Solo playing routinely interrogates virtually every assumption one can have about music and its function. It is also the most demanding discipline in improvised music. Here, none of the well known clichés apply: there are no "dialogues," no "sparring" or contention with a partner, no call and response. So far, there has been a plethora of pianists, keyboardists, guitarists, violinists, harpists who have the wherewithal to accompany themselves, either harmonically and/or rhythmically, and to play countermelodies or contrasting lines. Sometimes solo playing is mere display, sometimes it is a kind of cleansing exercise aimed to rid the music of dependency on rhythmic or harmonic supports. Alternatively, it answers needs locked away in a conception of music too pure and individual to be exposed to interplay with others or with material familiar enough to allow the listener to surf across the lacunae. In the world of bass playing, solo records on unaccompanied double bass are a rare find. This short list is joined by The Art of Balkan Bass Art, by renowned Serbian bassist Nenad Vasilic.
In the right hands this wonderful and crucial instrument can combine and achieve many things like melody, groove, soundscapes and a wide array of emotions. Vasilic, who is a prolific composer, a band leader, and a sought after bassist, makes a full use of every possibility his instrument affords and makes a full display here. Apart from a few tunes written by Vasilic, most of the songs are traditional songs, and he uses the broad scope of his instrument to create melodies, grooves and sound textures, often all of these in one song. Vasilic plays with such a conviction and displays a full array of technical gifts that often sounds like one man orchestra. When using the instrument as a melodic instrument, as on tracks such as "Kalesh Bre Angjo," "Zapevala Sojka Ptica" "Sila Kale Bar" or "Ja Proshetah Sefteli Sokakom" he captures the yearning that is interwoven in those Balkan melodies. But when he grooves, he captures the joy of those rhythms as on "Vranjanka" or "See You on Eleven."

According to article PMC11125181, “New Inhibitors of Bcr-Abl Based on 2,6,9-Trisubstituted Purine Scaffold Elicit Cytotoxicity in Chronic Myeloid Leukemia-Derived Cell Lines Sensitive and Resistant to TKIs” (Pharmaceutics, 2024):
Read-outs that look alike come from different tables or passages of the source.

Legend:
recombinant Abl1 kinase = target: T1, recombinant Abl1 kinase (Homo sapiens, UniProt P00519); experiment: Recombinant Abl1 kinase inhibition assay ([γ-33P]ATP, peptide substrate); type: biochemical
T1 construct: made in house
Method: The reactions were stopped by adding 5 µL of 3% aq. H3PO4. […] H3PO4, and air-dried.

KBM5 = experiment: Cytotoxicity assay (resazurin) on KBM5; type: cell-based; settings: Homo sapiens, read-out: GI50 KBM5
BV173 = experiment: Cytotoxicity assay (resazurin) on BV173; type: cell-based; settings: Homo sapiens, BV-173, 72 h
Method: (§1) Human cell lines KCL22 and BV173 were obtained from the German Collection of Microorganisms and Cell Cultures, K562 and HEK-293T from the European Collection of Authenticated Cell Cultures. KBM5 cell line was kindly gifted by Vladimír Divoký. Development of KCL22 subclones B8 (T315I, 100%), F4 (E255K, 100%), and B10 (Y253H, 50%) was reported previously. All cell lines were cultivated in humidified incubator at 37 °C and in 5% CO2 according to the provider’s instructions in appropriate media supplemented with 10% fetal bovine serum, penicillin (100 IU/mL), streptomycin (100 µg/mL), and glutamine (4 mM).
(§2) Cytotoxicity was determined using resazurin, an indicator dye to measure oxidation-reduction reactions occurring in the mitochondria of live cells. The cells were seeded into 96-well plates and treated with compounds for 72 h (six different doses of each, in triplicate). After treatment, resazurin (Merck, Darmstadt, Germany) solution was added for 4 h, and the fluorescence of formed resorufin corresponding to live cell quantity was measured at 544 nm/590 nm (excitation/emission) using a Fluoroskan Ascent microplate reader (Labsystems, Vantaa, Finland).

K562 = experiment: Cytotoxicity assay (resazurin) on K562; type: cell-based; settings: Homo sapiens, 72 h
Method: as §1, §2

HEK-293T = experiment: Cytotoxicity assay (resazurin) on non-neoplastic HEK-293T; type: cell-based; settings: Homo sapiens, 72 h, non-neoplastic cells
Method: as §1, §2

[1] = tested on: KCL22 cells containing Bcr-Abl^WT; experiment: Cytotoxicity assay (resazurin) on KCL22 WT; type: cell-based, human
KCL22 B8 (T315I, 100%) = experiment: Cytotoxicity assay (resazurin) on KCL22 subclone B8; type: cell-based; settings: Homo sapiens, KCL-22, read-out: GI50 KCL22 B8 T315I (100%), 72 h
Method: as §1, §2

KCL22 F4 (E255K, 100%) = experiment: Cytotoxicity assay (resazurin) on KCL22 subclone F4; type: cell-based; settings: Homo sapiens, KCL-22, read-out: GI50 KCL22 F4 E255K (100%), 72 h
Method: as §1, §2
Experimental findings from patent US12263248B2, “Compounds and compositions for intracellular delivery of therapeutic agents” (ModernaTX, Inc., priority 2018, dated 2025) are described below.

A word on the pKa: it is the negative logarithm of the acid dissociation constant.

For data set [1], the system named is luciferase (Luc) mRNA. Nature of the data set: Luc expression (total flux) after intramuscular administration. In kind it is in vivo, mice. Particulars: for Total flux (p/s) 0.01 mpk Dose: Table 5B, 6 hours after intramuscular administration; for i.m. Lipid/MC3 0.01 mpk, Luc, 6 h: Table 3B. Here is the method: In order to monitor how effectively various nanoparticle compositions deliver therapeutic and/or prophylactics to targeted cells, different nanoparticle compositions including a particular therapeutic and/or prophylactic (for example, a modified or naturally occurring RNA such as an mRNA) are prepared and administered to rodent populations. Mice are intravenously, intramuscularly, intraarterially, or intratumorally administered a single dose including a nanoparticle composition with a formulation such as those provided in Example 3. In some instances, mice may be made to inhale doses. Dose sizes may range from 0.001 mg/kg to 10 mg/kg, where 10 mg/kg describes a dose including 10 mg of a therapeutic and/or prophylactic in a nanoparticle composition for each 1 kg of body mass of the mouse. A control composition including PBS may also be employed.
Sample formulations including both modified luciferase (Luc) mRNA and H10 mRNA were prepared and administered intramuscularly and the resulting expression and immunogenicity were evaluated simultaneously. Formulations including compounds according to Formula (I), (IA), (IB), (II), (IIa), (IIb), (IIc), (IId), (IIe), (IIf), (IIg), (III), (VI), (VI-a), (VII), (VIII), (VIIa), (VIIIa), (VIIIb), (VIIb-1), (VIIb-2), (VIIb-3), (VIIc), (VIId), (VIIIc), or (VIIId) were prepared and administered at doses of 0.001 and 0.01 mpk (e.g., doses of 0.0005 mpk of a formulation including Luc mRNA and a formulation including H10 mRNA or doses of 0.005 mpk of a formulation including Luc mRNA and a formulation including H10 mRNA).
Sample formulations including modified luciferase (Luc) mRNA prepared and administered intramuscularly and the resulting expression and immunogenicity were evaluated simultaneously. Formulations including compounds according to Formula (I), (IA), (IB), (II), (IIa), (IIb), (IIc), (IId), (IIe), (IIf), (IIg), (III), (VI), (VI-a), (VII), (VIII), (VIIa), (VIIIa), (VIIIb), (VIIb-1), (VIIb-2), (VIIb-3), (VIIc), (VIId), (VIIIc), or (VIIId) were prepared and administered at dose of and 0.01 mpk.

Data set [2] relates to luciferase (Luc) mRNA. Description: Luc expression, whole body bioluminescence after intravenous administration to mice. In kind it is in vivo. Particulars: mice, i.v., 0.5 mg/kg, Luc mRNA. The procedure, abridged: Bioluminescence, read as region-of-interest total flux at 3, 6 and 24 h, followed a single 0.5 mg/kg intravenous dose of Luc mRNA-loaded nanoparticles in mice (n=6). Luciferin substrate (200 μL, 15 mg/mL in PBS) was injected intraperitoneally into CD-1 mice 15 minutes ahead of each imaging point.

The skill of commanding attention and sustaining interest with only a double bass lies in the ability to treat this instrument as a self contained unit and as a platform for unheard things. Vasilic strays melodically and rhythmically when improvising, but never too much, and he never wanders into fully abstract territories. Pulsing and bubbling with a focused drive, these 11 pieces are relatively brief and focused essays. And the tone of these tunes is excellent. The Art of the Balkan Bass is recorded beautifully as the instrument's natural resonance is captured to its tiniest details. As a result to all of that, this record casually captivates from start to end, making a full display of Vasilic's talents as a performer and improviser.
Opener; Vranjanka; Lupafte; Kales bre Angjo; Zapevala Sojka Ptica; Bass
Song; Day by Day; See you at Eleven; Sila Kale Bal; Tscusch Chochek; Ja
Prosetah Sefteli Sokakom.
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